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The Technological Gatekeeper A Definition


The gatekeeper construct describes scientific and technical information flow both within the firm and as
a link to the external environment. Individuals who fill this role have also been described as
organizational "boundary agents" (Organ, 1971). In working toward a definition of the term "gate-
keeper," studies have found that individuals who are named by others in the organization as key sources
of technical information are also most likely to be identified as having the best technical ideas. These
individuals also tend to differ from others in the organization regarding external communication
channels. They tend to have a wider expo- sure to scientific and technical literature, publish more
papers, attend more profession- ial meetings, and have more personal contacts

external to the organization than do their colleagues. : Prior studies examining the gatekeeper
phenomenon have gathered data in highly technical industries, e.g.,: the aerospace in- dustry. These
industries are characterized by :rapid changes in relevant technologies and by relatively high levels of
uncertainty about sources of information in the environment that are appropriate to the future of the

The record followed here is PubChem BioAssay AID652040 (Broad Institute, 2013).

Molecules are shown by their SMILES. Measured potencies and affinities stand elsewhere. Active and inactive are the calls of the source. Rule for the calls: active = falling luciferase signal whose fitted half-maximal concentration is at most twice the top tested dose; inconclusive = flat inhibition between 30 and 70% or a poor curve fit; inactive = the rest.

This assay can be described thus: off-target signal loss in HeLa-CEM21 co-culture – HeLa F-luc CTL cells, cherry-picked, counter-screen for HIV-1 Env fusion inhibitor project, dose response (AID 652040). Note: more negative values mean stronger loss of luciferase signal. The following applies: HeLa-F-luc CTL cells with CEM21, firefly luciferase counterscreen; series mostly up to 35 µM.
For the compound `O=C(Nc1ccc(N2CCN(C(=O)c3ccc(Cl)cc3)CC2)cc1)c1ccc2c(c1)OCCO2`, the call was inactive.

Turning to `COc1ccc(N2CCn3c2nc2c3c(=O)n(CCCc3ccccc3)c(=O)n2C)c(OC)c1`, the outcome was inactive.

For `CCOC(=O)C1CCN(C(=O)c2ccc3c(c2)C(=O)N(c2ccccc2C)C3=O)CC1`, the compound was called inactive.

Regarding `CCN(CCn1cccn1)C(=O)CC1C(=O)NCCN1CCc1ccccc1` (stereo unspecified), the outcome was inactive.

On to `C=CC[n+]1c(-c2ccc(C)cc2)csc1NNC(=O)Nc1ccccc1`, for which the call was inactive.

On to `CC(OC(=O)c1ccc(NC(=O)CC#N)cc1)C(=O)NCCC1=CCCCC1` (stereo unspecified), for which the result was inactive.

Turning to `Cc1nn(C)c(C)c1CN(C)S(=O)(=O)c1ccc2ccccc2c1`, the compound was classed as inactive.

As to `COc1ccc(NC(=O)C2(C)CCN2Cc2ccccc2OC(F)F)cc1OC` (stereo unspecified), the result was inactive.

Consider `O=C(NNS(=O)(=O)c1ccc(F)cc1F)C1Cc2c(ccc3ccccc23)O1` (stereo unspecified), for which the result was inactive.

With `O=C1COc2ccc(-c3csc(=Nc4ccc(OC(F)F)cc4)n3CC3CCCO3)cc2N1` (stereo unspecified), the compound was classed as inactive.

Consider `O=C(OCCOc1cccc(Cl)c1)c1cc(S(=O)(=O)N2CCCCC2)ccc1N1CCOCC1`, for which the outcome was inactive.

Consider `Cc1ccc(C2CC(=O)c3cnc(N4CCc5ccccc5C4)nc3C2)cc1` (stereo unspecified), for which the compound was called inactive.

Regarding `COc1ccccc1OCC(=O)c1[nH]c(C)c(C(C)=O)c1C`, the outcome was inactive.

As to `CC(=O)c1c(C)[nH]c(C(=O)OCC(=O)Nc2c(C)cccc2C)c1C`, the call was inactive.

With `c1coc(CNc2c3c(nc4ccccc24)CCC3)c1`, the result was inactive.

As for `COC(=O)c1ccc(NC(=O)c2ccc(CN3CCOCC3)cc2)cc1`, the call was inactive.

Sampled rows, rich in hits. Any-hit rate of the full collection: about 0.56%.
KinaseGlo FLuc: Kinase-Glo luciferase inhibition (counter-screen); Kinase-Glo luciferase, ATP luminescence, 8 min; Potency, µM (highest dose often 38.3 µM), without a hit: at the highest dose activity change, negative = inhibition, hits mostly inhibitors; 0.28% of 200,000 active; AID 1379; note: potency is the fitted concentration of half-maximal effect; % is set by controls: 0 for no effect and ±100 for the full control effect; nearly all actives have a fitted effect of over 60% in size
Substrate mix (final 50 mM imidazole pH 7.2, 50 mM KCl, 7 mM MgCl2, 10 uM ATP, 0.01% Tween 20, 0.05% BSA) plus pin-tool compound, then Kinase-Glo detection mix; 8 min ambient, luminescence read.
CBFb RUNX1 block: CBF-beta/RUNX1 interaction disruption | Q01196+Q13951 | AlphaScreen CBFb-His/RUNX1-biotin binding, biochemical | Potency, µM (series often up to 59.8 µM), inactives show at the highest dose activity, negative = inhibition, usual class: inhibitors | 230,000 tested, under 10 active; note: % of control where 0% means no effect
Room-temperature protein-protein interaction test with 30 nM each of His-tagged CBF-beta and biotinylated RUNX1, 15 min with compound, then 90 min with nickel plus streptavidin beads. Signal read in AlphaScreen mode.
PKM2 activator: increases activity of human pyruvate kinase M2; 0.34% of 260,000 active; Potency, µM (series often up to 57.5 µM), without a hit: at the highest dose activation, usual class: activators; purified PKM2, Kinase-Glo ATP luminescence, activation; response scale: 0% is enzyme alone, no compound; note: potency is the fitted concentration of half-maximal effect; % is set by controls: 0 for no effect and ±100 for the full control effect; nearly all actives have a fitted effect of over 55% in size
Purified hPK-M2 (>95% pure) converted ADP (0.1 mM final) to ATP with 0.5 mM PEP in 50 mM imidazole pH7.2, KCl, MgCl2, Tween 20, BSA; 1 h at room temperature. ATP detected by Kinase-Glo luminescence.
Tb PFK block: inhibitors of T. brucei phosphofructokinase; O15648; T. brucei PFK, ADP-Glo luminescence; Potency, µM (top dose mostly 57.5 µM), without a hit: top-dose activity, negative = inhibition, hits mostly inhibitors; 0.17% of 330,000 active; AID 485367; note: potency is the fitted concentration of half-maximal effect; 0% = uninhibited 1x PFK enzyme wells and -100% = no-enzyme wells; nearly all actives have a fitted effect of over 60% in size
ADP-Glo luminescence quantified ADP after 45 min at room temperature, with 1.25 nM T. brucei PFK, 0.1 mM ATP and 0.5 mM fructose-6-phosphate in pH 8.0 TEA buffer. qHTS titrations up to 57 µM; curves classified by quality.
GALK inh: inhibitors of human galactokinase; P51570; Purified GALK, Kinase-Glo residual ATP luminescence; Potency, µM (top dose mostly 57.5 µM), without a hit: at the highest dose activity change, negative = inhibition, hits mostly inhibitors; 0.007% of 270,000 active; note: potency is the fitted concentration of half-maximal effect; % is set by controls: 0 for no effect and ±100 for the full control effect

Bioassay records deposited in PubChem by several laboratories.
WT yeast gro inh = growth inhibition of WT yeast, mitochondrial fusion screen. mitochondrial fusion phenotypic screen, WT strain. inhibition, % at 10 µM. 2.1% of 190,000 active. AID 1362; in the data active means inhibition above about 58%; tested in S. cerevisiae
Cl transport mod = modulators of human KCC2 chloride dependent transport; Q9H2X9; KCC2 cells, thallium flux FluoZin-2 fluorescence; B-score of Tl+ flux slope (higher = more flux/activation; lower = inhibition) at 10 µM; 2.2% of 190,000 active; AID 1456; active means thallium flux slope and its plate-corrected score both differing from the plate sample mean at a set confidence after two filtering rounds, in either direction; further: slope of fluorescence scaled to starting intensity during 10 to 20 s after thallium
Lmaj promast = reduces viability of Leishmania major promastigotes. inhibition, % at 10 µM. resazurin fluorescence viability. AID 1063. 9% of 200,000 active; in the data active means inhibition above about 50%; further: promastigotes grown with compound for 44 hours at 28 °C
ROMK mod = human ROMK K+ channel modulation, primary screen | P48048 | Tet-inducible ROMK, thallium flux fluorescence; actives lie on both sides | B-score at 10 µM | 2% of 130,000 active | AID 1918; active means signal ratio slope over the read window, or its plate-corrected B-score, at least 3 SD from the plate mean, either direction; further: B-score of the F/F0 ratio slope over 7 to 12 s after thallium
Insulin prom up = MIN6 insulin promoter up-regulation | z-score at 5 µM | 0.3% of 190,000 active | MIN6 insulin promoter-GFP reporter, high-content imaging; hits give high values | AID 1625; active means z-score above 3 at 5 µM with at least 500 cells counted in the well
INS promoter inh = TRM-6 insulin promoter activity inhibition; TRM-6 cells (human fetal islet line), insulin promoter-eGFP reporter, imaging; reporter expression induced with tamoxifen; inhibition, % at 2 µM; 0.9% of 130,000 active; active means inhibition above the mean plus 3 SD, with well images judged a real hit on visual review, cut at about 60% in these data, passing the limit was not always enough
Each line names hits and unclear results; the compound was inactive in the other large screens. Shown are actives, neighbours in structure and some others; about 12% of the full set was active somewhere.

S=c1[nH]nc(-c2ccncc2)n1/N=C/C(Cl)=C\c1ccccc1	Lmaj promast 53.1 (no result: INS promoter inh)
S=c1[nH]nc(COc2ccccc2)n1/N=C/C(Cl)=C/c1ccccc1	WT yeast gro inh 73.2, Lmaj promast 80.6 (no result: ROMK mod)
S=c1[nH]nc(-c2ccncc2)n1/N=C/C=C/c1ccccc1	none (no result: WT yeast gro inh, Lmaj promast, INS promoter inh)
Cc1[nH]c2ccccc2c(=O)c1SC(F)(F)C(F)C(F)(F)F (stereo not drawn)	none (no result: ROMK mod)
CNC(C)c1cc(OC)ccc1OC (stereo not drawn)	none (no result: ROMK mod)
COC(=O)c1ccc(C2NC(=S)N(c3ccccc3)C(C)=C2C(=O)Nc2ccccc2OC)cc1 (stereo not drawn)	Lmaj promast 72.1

re- 'search mission of a particular firm. One focus of the present study was to determine if the
gatekeeper construct would be found in industries and firms with less change in 'their environments. :
Data were collected from individuals working in R&D laboratories of six large corporations in the
Midwest. Two firms in each of three industries were selected for this study. The industries were:
computer manufacturing, food manufacturing, and paper manufacturing. The industries were selected
to vary on a continuum of uncer- tainty of the technical environment. : Duncan's (1972) measure of
perceived uncertainty of the environment was given to individuals comprising research units of the six
firms. Each industry was found to be 'homogenous on the mean level of uncertain- ty. However, there
were significant differences, regarding perceived environmented uncertainty, between industries, The
highest perceived uncertainty was experienced by the food manufacturing industry, followed 'by the
computer and paper manufacturing industries. : In the food and paper manufacturing in- dustries, the
selected firms were well match- ed in terms of size and general research dir- ection* The two firms in
the computer in- 'dustry were not matched in terms of their general research direction. The research
unit 'in one computer company was focused on the development of computer hardware. The other
computer firm's research unit de- velops software. Every effort was made to